Sunday, 22 December 2013

Shorthorn Journal

Click here to read the 2013 Shorthorn journal hot of the press!

Read all about the Dairy Shorthorn world (including of course the Strickley Herd).
And look out for a very fetching photo of James!

Computer problems

Just so you know, we've got a bit of computer problem at the moment. Our main desktop PC is temporarily (we hope) out of action. So, there will be no weather updates for a while.
We'll still be contactable on the usual email. I now need to find friendly IT person who can offer some practical advice. Someone reading this might get a call soon.

Saturday, 21 December 2013

Another milestone

Today I am older than I was yesterday. Not just a few hours or a day older, but a year older. I can no longer sing that well known song heralding "old age" as something way in the future. Are there any songs about being sixty five? It's rather a transitional age - women of my age could have been claiming their pension for five years, while their male counterparts were just qualifying. (And that will no longer apply). I could still have been at work (but I chose to retire three years ago). Retirement is maybe not the correct term - more something like, stopped going OUT to work.

As befits someone at an age that was once considered really really old, I have had a lazy day.

I slept in (till 8.30!) and Henry made breakfast (after he, poor old pensioner had been working for two and a half hours).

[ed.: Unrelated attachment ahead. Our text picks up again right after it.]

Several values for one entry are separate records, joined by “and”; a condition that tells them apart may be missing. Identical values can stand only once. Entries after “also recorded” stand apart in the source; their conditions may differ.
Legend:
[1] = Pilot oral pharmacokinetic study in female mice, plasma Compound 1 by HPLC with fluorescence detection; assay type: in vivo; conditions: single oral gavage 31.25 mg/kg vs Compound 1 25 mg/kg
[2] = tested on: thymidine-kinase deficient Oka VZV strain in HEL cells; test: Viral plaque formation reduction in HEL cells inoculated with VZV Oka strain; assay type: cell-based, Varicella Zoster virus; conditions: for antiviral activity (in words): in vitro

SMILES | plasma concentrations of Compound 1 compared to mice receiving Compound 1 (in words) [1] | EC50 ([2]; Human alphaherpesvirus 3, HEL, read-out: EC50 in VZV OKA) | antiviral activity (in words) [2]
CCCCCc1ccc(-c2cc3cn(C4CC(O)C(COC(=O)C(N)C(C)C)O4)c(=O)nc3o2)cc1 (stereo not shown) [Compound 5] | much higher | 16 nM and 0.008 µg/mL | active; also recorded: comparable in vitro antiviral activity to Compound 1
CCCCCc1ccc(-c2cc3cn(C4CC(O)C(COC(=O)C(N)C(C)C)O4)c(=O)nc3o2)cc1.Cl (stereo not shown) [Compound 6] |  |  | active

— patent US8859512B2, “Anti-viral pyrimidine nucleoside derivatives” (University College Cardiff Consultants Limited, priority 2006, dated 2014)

I opened my presents - an amazing selection - something for the inner body (and mind) as well as the outside - and much more apt cards than I ever find.
We went for lunch at a local farm shop/café, and this afternoon I have been doing nothing more strenuous than playing with my latest gadget. (In the end, hints weren't quite enough for Henry, and I had to take him to a local PC store and extol the virtues of what I had my eye on)
And tonight, Henry and I, together with James and family are going out for a celebration supper.

And to finish, a song for the future. Written by John Lennon, but sung here by Glenn Campbell

Wednesday, 18 December 2013


Last week - no Christmas trees.

This week - eight Christmas trees!

    One huge one in the hall (taking up half the floor space)
    One in 4 front bedroom windows.
    Two in the sitting room windows
    One sparkly little red thing on the big bookcase.

Swags, dangly things and lights along the kitchen beams.

Presents bought and wrapped. Some given out.

Have we enough food?
Have we enough drink?
Probably - but we wouldn't want to under-cater.

Wednesday, 11 December 2013


Cards all posted.
Presents all bought (including Henry's)
First batch of presents wrapped ready for delivery this weekend.
Christmas cake made (just come out of the oven and it smells wonderful!)
Tree lights tested - four sets working, one set not working, one set missing presumed dead.
Bedroom trees on windowsills ready for the Switch On on Saturday.

Herd Competition

Last night the North West Association of Shorthorn Breeders held their annual dinner. The main event, after the food, was the announcement of the results of the 2013 Herd Competition, and presentation of trophies and certificates.

These were the results - I have copied and pasted them from another document, so they may or may not display and be formatted correctly. (Saves retyping)